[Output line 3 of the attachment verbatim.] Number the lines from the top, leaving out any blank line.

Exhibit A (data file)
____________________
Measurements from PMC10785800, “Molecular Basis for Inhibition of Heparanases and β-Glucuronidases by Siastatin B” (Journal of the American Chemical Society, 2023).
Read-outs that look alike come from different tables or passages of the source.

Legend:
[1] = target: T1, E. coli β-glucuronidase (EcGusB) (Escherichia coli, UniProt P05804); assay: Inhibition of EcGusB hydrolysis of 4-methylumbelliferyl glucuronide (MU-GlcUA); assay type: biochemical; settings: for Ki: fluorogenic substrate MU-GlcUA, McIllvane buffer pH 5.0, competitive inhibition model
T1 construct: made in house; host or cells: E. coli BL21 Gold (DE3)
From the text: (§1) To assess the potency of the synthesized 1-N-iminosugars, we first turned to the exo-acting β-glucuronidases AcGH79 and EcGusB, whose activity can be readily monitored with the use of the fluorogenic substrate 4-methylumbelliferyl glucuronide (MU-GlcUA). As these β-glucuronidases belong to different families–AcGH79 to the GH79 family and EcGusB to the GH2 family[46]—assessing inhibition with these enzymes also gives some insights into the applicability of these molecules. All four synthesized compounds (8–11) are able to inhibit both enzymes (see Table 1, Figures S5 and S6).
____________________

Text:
Legend: